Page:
The USB/104 form factor has proven to be one of the most versatile I/O form factors currently available. It can be configured in a single stackable, multi-stackable or unstacked system approach. The tiered star architecture and PC/104 mounting style has provided many diverse uses and applications not commonly thought of for USB. For example, in an existing PC/104 system, the USB/104 board can be mounted at either end of the stack in existing PC/104 enclosures. Although mechanically exact to the PC/104 specification in size and mounting holes, the lack of bus pins makes the USB/104 “Bus connector neutral.” No matter what bus is used, or CPU chosen, almost all computers have onboard USB connections. Since PC/104 boards must have cabling for I/O header connectors anyway, the argument for a dedicated stacking connector in many applications is outweighed by the flexibility of interfacing to any lower cost non-proprietary embedded computer.
The Pico-I/O form factor is designed to be the younger, smaller brother of PC/104. The USB/PICO OEM module will also have similar advantages to USB/104. Although less I/O can be packed in the given PCB space, it has the added advantage of fitting in a smaller system space and using less power than a PC/104-sized module (Figure 3).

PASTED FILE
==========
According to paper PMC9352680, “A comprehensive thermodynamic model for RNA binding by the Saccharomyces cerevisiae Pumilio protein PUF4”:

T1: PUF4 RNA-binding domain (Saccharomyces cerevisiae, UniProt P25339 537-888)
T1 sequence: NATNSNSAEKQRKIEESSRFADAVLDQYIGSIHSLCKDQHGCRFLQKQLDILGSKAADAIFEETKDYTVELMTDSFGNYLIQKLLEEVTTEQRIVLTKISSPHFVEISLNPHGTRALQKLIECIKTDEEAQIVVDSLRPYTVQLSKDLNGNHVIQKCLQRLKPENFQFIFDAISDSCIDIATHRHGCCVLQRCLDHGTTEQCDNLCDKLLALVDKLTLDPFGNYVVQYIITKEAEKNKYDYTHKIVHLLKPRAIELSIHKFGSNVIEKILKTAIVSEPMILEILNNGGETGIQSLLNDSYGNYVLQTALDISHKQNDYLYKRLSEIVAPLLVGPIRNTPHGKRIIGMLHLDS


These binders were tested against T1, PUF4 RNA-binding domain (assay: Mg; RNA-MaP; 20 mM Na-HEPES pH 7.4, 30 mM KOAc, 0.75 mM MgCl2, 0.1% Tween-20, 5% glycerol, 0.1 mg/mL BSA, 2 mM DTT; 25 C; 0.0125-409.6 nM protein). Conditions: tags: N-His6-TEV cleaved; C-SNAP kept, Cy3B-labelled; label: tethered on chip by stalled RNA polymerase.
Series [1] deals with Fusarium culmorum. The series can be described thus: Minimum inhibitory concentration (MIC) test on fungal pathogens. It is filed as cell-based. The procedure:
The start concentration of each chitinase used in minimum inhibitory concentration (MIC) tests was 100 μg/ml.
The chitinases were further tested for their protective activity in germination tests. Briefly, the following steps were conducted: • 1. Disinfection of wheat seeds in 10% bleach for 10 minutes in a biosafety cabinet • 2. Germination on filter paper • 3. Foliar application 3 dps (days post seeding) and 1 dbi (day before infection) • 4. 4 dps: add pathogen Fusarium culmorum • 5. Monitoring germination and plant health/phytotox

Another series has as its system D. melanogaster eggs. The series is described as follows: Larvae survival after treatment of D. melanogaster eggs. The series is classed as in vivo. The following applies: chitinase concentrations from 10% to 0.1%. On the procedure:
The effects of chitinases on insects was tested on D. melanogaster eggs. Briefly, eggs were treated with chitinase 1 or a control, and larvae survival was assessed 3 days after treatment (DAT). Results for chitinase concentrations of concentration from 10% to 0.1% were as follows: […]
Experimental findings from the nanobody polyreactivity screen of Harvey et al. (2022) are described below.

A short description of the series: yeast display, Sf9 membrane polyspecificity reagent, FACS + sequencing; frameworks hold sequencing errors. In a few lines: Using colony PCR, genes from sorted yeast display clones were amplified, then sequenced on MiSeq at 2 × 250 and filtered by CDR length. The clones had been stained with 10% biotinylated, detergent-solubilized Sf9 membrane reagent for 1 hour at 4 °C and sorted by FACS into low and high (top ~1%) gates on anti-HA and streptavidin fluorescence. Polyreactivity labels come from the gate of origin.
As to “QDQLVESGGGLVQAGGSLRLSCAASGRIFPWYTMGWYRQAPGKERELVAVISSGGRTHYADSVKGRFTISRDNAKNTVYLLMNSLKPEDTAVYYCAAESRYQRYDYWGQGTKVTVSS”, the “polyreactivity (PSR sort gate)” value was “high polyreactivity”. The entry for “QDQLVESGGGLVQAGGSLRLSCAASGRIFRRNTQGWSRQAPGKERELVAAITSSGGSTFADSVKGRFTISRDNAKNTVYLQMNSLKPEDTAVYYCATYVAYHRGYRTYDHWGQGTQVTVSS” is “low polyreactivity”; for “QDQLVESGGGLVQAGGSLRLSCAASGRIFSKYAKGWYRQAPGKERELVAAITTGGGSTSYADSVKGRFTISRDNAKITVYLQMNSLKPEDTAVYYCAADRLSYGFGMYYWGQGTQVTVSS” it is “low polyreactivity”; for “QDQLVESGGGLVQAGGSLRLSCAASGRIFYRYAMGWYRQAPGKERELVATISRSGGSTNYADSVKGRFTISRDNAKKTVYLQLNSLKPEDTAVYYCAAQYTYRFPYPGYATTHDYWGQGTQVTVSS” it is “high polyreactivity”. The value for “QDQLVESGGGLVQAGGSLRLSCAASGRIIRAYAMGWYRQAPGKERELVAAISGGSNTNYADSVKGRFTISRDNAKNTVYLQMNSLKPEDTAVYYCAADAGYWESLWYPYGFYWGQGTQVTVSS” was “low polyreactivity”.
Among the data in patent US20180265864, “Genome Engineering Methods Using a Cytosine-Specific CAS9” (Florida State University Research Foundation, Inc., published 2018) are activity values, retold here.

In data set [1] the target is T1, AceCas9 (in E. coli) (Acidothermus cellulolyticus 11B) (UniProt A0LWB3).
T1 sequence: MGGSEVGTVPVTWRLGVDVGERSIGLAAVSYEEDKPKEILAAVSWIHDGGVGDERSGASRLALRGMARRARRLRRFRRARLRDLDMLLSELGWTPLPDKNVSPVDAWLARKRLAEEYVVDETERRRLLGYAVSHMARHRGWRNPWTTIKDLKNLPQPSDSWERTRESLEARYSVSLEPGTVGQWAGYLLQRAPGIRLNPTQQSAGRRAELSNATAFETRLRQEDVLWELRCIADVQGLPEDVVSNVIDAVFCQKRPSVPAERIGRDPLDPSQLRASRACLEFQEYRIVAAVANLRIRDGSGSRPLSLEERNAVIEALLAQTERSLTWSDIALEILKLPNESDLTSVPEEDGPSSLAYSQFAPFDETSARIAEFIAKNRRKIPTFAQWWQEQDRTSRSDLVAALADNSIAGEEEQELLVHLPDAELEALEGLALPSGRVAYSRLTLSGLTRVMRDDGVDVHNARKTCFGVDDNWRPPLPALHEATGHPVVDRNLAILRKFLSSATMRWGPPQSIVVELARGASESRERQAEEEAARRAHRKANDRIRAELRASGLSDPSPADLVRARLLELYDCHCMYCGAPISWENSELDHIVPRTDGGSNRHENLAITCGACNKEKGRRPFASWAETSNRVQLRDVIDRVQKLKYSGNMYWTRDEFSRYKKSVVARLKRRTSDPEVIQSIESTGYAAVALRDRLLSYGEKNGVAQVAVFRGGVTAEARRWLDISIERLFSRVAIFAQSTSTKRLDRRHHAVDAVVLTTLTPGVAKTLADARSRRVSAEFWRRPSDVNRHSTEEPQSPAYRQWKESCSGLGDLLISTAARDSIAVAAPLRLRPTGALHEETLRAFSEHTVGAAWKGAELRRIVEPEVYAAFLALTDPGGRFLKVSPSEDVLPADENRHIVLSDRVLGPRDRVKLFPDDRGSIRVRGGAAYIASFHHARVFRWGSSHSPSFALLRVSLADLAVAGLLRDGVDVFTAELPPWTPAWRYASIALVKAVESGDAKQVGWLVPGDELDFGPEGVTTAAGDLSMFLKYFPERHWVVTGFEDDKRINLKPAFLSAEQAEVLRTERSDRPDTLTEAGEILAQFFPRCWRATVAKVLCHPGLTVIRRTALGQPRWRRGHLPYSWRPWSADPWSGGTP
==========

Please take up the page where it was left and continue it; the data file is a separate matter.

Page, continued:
Another example of USB/104 and USB/PICO versatility is the capability to design a high-density I/O solution for low height clearance applications. The boards can be mounted unstacked flat on standoffs in any low height enclosure and then wired to a small, embedded, single board computer (SBC)—all without the need for an expensive backplane and by using a commonly available embedded SBC with USB ports. Only a small 5 VDC power supply is required to power the whole system. This design also has the additional advantage of fanless cooling and high natural resistance to shock and vibration. Twice the number of different modules could be used if the smaller USB/PICO I/O boards are used. The great thing about this is a system designer can use USB/104 and USB/PICO modules together in the same application with any computer (Figure 4).